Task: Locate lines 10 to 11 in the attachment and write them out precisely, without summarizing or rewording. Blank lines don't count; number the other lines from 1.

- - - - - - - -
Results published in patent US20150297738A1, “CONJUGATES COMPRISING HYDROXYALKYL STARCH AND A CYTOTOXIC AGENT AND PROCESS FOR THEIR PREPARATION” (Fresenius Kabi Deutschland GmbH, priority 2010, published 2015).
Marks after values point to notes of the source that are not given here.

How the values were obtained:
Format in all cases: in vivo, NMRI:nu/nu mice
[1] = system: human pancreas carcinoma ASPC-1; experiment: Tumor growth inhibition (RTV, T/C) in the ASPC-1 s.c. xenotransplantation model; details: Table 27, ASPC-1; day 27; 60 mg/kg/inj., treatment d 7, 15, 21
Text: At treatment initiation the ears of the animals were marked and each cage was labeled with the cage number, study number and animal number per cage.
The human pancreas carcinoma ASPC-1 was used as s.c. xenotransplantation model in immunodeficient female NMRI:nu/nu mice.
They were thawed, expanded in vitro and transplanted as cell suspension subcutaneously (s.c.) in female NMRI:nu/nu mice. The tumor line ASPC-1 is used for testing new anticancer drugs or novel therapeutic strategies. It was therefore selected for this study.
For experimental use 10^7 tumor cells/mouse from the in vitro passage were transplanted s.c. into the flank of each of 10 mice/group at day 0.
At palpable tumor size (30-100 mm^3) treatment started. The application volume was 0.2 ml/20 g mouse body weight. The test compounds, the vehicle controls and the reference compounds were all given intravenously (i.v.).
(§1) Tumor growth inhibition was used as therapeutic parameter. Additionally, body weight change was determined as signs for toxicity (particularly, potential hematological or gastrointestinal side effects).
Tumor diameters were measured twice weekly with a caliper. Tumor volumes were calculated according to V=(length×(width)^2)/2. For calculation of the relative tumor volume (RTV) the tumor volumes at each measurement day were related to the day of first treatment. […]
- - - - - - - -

At palpable tumor size (30-100 mm^3) treatment started. The application volume was 0.2 ml/20 g mouse body weight. The test compounds, the vehicle controls and the reference compounds were all given intravenously (i.v.).
(§1) Tumor growth inhibition was used as therapeutic parameter. Additionally, body weight change was determined as signs for toxicity (particularly, potential hematological or gastrointestinal side effects).